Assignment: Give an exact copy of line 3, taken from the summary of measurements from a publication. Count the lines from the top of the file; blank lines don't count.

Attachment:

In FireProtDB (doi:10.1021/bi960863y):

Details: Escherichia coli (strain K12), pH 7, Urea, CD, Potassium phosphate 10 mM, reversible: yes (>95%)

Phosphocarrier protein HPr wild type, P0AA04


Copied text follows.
Phosphocarrier protein HPr wild type, P0AA04